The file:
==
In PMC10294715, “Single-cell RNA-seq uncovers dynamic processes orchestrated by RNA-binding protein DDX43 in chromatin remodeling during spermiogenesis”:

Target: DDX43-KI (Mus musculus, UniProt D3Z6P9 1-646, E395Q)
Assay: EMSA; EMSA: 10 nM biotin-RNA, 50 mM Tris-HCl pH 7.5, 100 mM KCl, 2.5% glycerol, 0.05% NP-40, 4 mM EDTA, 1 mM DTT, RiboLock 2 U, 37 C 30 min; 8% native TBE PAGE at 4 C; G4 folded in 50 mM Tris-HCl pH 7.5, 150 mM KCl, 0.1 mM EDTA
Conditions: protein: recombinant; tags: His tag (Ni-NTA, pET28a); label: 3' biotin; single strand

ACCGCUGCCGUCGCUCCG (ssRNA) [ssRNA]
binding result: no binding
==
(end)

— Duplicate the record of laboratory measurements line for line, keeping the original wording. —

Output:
In PMC10294715, “Single-cell RNA-seq uncovers dynamic processes orchestrated by RNA-binding protein DDX43 in chromatin remodeling during spermiogenesis”:

Target: DDX43-KI (Mus musculus, UniProt D3Z6P9 1-646, E395Q)
Assay: EMSA; EMSA: 10 nM biotin-RNA, 50 mM Tris-HCl pH 7.5, 100 mM KCl, 2.5% glycerol, 0.05% NP-40, 4 mM EDTA, 1 mM DTT, RiboLock 2 U, 37 C 30 min; 8% native TBE PAGE at 4 C; G4 folded in 50 mM Tris-HCl pH 7.5, 150 mM KCl, 0.1 mM EDTA
Conditions: protein: recombinant; tags: His tag (Ni-NTA, pET28a); label: 3' biotin; single strand

ACCGCUGCCGUCGCUCCG (ssRNA) [ssRNA]
binding result: no binding